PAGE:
By Laurence Norman and Valentina Pop
BRUSSELS--The U.K. and the European Union started talks on Britain's exit from the bloc Monday morning, almost a year after the U.K. voted to leave, with EU chief negotiator saying he hoped the two sides can start removing the uncertainties created by that decision.
The two sides have until March 2019 to complete and ratify a deal on the U.K.'s divorce from the EU after more than four decades of membership and to try to shape a future partnership between Britain and its neighbors.
In short press statements, the EU's chief negotiator, Michel Barnier, said he hoped Monday's discussions can "identify priorities and timetable that would allow me to report...that we had a constructive opening of negotiations."
"Our objective is clear. We must first tackle the uncertainties caused by Brexit," he said.
The U.K.'s Brexit Secretary David Davis said the British government was determined to "deliver a deal that works in the best interest of all citizens."
"To that end, we are starting negotiations in a positive and constructive tone, determined to build a strong and special partnership between ourselves and our European partners and friends in the future," he said.
Britain enters the negotiations with U.K. Prime Minister Theresa May facing huge political challenges at home following an election which saw her Conservative party lose its majority in Parliament.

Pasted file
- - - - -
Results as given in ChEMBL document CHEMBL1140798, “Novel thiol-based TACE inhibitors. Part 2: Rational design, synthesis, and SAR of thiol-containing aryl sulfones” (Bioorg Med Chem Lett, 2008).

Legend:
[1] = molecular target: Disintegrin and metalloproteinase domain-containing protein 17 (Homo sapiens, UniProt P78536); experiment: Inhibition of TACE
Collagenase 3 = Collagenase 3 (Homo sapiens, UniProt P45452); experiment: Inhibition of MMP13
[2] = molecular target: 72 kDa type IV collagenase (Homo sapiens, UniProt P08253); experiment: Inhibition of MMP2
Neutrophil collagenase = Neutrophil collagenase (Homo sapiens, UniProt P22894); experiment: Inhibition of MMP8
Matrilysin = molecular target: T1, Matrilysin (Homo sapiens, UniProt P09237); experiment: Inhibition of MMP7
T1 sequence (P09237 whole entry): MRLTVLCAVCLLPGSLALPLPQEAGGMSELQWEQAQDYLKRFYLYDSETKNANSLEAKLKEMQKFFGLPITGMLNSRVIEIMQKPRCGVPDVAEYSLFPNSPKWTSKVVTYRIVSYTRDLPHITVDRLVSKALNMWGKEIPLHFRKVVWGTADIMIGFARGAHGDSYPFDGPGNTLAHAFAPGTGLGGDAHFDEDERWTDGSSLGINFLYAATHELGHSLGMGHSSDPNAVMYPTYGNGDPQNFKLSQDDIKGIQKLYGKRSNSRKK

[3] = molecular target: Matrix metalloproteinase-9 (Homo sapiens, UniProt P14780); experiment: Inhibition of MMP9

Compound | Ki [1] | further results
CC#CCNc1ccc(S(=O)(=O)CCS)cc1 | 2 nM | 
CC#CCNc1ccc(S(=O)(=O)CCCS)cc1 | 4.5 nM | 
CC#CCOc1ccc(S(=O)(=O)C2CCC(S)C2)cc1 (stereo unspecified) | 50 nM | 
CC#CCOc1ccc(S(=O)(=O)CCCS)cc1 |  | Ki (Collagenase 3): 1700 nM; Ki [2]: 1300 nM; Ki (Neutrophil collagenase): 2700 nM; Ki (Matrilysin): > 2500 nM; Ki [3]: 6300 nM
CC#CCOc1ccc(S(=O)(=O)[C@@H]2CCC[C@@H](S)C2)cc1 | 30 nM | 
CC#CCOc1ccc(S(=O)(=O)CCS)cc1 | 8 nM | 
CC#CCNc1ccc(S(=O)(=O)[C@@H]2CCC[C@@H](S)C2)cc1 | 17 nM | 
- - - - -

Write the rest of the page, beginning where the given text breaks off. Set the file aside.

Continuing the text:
There are widespread questions over whether Britain may soften its Brexit goals outlined before the election, which include taking the U.K. out of the EU's single market for goods and services and the bloc's customs union. However, European officials have said in recent days negotiations must proceed on the basis of Mrs. May's current plans.
The EU has said that before it will start discussing a future trade deal with the U.K., it wants to resolve the biggest uncertainties arising from Brexit, including the future rights of around 3 million EU citizens in the U.K. and the arrangements for avoiding a hard border between Northern Ireland and the Republic of Ireland.
The EU is also seeking British commitments to meet all past EU spending pledges when it leaves the bloc, a bill European officials say could amount to upward of EUR60 billion ($67.2 billion).
Mr. Barnier has said he hopes to conclude the talks by October 2018, leaving six months to ratify the deal. A trade agreement can only be completed once the U.K. leaves the bloc. Some European officials say that could take years.
EU leaders have said they hope sufficient progress is made on the key divorce issues by the autumn to allow discussions to begin on the future trade and security relationship. EU leaders must unanimously agree when they are ready to do so.
Write to Laurence Norman at firstname.lastname@example.org and Valentina Pop at email@example.com